Dusting.  Microfiber cloths are wonderfully amazing for dusting.  They attract the dust, dog hair, and other debris right to them.  I use a Swiffer stick and just put my microfiber cloth on the part where you’re supposed to attach the disposable pad.  When I’m done dusting, I take the cloth outside and shake it out.

-Floor washing. Microfiber cloths are very absorbent, and their texture makes a great scrubber.  I attach a wet microfiber cloth to my Swiffer (you could also use a Swiffer Wet Jet) and then mop the floors as usual.  If you have the Swiffer Wet Jet, you can just keep using the microfiber cloths instead of buying the new pads.  Plus, make sure you refill the bottles with your homemade cleaner or mixture of vinegar and water.

-Baseboard cleaning. With two large dogs, I am forever dusting baseboards.  When I run the microfiber cloth over them, it attracts the dog hair and dust very easily.  It makes it easy to clean the baseboards.

-Replace paper towels. Microfiber cloths are super absorbent and make a great paper towel replacement.  If you’ve got a huge spill, grab a couple of microfiber cloths and soak up the liquid.  It works well, and they’ll save you money in the long run.

-Kitchen counter cleaning.  When you use a hot soapy water mixture, the microfiber cloths are great for cleaning kitchen counters and surfaces.  Add in a 1/4 of vinegar for extra cleaning and disinfecting power.

-Cloth diaper inserts. Cloth diapers can save you money with your babies, but the inserts can be expensive!  You can make your own inserts using an old towel or flannel and some microfiber cloths.  It will work just as well as the expensive, pre-made ones, and you’ll save yourself some cash at the same time!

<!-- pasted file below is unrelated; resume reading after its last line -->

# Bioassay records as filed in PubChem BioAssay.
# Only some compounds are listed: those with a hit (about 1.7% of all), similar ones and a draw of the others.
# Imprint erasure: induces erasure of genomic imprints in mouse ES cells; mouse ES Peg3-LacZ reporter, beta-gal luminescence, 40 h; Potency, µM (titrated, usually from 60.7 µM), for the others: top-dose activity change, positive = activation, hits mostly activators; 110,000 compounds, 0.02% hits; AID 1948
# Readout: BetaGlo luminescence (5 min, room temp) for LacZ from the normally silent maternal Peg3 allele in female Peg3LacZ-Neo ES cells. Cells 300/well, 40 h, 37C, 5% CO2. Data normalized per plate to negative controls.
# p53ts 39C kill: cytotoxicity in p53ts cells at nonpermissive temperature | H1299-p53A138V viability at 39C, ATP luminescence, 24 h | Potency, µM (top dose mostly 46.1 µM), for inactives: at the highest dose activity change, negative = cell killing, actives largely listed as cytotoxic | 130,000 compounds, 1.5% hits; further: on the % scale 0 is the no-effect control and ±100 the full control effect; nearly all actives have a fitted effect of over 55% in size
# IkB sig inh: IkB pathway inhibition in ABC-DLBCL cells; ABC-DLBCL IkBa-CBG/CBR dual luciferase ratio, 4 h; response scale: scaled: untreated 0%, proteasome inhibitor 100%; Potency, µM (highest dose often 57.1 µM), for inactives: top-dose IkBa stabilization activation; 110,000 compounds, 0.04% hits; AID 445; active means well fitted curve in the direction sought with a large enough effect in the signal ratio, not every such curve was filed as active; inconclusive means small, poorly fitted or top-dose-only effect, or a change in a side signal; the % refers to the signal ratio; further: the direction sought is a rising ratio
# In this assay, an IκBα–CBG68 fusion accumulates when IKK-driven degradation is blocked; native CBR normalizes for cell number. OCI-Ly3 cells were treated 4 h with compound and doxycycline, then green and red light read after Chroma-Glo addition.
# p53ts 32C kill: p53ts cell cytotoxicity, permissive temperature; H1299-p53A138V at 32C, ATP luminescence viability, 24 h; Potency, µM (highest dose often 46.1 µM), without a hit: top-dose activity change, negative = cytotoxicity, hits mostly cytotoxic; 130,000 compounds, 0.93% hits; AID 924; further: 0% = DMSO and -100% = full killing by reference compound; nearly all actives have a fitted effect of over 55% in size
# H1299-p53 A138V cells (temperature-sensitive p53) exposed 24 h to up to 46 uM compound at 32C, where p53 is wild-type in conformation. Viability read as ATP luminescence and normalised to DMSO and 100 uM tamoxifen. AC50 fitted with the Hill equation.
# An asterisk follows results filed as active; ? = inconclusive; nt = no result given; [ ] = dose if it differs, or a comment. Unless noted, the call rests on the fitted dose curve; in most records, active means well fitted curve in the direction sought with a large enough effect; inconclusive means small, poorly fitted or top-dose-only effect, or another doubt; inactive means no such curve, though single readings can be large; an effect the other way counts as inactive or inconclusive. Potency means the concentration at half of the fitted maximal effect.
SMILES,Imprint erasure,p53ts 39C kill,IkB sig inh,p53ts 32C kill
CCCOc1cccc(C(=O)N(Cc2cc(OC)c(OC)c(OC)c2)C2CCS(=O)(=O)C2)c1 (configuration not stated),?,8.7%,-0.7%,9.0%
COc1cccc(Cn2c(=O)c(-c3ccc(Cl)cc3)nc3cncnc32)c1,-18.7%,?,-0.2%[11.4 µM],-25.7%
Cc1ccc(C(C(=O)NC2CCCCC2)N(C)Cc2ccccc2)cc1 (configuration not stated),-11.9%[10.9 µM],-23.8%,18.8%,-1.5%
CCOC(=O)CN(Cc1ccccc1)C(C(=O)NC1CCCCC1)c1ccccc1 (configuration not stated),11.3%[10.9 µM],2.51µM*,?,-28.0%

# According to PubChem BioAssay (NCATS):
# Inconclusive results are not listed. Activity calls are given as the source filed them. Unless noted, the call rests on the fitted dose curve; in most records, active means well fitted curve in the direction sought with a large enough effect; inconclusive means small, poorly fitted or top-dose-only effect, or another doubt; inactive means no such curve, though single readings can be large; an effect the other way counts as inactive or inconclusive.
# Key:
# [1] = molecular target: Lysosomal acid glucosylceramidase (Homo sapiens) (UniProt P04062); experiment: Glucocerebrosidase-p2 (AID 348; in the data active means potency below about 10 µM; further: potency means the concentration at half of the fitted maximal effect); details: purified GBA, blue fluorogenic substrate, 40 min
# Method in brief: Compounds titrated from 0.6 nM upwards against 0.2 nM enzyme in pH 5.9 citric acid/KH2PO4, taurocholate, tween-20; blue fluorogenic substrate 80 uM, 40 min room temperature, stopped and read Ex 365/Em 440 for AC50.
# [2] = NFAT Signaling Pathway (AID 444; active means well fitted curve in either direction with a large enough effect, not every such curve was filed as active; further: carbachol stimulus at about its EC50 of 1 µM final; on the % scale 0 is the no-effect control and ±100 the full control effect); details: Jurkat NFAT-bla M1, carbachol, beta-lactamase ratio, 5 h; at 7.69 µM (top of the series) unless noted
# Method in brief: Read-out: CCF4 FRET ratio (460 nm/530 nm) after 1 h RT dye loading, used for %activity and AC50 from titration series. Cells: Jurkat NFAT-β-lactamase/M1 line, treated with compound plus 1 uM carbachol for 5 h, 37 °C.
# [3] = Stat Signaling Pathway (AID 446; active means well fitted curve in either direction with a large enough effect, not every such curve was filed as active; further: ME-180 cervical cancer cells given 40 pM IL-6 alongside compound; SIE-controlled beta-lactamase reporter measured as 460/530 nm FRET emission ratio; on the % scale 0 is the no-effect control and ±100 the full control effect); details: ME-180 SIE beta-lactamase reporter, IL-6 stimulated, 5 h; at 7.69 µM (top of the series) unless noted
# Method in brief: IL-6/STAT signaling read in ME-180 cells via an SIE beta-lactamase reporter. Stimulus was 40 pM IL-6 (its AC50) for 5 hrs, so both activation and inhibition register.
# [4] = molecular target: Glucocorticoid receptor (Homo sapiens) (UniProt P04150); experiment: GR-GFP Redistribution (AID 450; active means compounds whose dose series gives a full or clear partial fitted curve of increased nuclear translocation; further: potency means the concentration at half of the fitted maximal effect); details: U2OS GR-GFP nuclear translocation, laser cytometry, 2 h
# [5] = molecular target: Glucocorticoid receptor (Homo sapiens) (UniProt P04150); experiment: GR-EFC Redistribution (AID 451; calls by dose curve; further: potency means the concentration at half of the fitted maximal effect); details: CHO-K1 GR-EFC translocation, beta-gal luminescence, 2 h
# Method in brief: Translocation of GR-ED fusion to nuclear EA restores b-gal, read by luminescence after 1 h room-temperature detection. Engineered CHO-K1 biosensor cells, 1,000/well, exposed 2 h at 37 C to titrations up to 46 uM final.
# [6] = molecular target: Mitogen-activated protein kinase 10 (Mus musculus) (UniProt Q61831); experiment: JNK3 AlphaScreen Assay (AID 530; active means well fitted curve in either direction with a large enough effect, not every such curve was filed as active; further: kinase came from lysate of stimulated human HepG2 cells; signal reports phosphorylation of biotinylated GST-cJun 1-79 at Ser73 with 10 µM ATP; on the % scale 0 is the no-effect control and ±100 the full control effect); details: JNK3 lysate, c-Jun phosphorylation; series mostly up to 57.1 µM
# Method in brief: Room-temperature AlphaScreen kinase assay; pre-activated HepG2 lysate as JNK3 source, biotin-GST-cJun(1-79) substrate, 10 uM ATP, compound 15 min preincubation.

Microfiber cloths are one of the best things you can buy for your all natural, eco friendly cleaning.  The initial investment is definitely worth it and will save you money over the years.

What do you use microfiber cloths for?


Strawberry Leaf Tea

We have strawberries growing in our garden.  The delicious, juicy, organic berries taste more flavorful and amazing than any other strawberry I’ve tasted.  There’s something about going into our backyard and picking fresh strawberries and then eating them within seconds that is just wonderful.  Unfortunately, our strawberry raised bed is not very big, and it seems that every year we have many strawberry greens and leaves but not as many berries.  It is super sad, but not much I can do at the moment as we really don’t have any extra room to plant more strawberry plants.

I don’t know what got in to me, but the other night I started wondering if the strawberry leaves are edible.  A quick search indicated that they are not only edible, but highly nutritious!  Imagine that, greens being good for you. 🙂

I brought some of the leaves inside, boiled some water, and steeped the strawberry leaves in the water for about 15 minutes.  If you wanted a stronger tea, you could leave the mixture overnight in your refrigerator to maximize the benefits.  Yum!

Strawberry Leaf Tea benefits

Strawberry leaves are high in trace minerals, iron, and vitamin c.  They also contain high levels of calcium, making it a great source for those who are lactose intolerant or just avoid dairy.  If you’re allergic to strawberries, I would definitely avoid the strawberry leaf tea.

Make sure you use either completely dry leaves or very green leaves.  Anything in between can be toxic, and it’s not a good idea to risk your health.  I would make sure that you use organic strawberry leaves so you aren’t drinking a ton of pesticides and other chemicals.

It’s always neat to find out a new home remedy.  Who would have thought strawberry leaves would be good to make a tea out of?!

Would you try strawberry leaf tea?